Calculus involves taking an abstract theory and developing it in a pure, formal way. It’s also referred to as analysis, which is the study of the rate of change in quantities (slopes of curves), area, length and volume of objects. The topic is usually divided into integral (derivatives) calculus and differential calculus. Calculus can be difficult, so it’s important for students to utilize as many resources as possible as they develop their understanding of this complex math subject.

The resources below are helpful in assisting with your calculus teaching and study:

Resources for Math Teachers

Students tend to show more interest in puzzles and riddles because it makes them more alert and encourages group work. A teacher who develops clear concepts for the learner from elementary classes gives the child a better chance at liking and enjoying the subject. Diagrams, sketches, pictures and models are useful in explaining a topic because they help the children form a better picture of the puzzle or calculation. This should be accompanied by appreciating the learner for every small progress they make, as well as quickly correcting their errors and omissions without unnecessary criticism.

The resources below help the teacher prepare and define a better learning experience for his class:

Math Contests and Competitions

Math contests and competitions are extracurricular activities that tend to have wide participation and are used to bring together math enthusiasts to challenge each other and inspire them to sharpen their skills in math. Contests and competitions tend to gain students’ interest due to their competitive nature, as well as their ability to assist students in approaching life with abilities for dealing with both failure and success. The best contests are well designed, with well qualified judges and students coming from different backgrounds and school settings. These speed, memorization and problem solving competitions are useful in developing a student’s attitude towards critical thinking if they are prepared for and delivered with a focus greater than merely the classroom experience.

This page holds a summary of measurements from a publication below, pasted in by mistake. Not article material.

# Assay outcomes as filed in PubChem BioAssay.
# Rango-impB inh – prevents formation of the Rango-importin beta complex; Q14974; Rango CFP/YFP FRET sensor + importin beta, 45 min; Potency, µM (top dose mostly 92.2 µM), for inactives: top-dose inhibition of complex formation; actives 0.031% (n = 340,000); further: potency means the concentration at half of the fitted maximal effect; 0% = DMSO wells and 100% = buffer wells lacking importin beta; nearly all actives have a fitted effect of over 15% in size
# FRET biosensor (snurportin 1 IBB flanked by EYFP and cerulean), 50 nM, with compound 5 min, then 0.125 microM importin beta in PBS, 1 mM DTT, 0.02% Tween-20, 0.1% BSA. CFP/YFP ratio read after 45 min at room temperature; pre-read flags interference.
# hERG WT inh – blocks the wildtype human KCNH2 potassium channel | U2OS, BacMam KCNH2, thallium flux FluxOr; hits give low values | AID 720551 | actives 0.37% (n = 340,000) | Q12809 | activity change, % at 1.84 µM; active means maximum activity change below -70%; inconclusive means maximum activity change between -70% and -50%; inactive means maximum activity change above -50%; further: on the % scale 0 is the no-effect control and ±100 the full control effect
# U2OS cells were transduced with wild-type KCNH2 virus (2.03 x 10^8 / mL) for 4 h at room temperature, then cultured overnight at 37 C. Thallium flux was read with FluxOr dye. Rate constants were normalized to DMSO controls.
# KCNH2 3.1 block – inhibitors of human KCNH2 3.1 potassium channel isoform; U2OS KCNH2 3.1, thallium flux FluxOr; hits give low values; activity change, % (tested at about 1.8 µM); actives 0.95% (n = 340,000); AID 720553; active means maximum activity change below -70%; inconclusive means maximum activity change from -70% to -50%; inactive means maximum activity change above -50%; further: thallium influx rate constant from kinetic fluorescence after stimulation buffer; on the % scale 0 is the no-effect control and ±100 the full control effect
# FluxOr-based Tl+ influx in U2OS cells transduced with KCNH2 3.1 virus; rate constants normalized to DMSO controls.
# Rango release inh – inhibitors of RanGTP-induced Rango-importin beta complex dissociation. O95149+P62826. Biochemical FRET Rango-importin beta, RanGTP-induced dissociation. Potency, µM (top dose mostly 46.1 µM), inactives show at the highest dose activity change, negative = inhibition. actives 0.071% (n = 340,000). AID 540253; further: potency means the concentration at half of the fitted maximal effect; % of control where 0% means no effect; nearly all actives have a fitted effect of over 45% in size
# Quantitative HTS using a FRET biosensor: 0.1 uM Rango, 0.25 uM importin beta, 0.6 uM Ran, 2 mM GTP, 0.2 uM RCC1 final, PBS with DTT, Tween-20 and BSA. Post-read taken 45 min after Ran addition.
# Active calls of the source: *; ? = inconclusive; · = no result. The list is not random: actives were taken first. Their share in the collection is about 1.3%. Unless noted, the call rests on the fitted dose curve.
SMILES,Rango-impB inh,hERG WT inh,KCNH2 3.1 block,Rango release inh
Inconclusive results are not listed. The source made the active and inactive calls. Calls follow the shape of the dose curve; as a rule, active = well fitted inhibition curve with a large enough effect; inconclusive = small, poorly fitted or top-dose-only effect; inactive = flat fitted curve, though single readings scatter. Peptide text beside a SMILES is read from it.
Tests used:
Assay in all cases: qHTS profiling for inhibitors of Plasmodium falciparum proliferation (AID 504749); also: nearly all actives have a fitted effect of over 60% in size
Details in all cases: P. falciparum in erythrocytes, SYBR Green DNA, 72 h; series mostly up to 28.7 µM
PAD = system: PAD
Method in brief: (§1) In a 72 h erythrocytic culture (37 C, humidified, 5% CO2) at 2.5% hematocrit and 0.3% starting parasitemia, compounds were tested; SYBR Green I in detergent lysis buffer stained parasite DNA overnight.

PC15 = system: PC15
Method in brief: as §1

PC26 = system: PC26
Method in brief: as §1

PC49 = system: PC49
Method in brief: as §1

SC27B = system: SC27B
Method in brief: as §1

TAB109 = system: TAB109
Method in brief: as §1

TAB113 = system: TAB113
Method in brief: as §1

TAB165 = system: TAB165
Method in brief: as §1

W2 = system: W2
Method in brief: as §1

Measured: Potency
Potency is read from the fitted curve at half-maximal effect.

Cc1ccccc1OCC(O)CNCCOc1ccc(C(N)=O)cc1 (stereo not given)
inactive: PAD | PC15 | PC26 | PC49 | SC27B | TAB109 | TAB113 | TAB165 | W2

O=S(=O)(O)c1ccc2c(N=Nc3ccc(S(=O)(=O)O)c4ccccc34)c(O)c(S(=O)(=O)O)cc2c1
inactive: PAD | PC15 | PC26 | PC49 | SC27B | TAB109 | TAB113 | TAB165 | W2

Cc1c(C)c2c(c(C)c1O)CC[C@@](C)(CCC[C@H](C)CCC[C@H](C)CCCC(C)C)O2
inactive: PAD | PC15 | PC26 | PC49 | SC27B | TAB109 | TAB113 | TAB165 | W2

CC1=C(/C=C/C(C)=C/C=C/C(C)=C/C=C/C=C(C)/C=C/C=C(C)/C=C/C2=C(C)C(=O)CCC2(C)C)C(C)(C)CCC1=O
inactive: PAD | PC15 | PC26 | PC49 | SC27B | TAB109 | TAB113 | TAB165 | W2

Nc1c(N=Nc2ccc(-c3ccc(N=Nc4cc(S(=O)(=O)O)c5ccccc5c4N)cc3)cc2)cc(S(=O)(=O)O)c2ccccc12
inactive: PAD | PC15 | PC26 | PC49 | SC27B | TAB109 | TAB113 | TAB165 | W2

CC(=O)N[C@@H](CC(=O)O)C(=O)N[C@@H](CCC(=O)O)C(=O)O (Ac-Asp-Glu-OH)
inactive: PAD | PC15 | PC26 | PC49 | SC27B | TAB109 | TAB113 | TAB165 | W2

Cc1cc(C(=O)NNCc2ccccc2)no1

Participants and organizers of these contents need lots of preparation and part of that demands resources to help you prepare and get updated to trends in other similar competitions all over the world. The resources below form a good start:The resources below help the teacher prepare and define a better learning experience for his class:

Use these handy resources to improve your performance in math and make your interaction with the subject as enjoyable as possible. Who knows? Soon you might start seeing other students trooping to your desk for help with some of the seemingly tough calculations. Or, if you are a math teacher, directing your class to these resources might be the missing link to better performance and greater interest in the subject.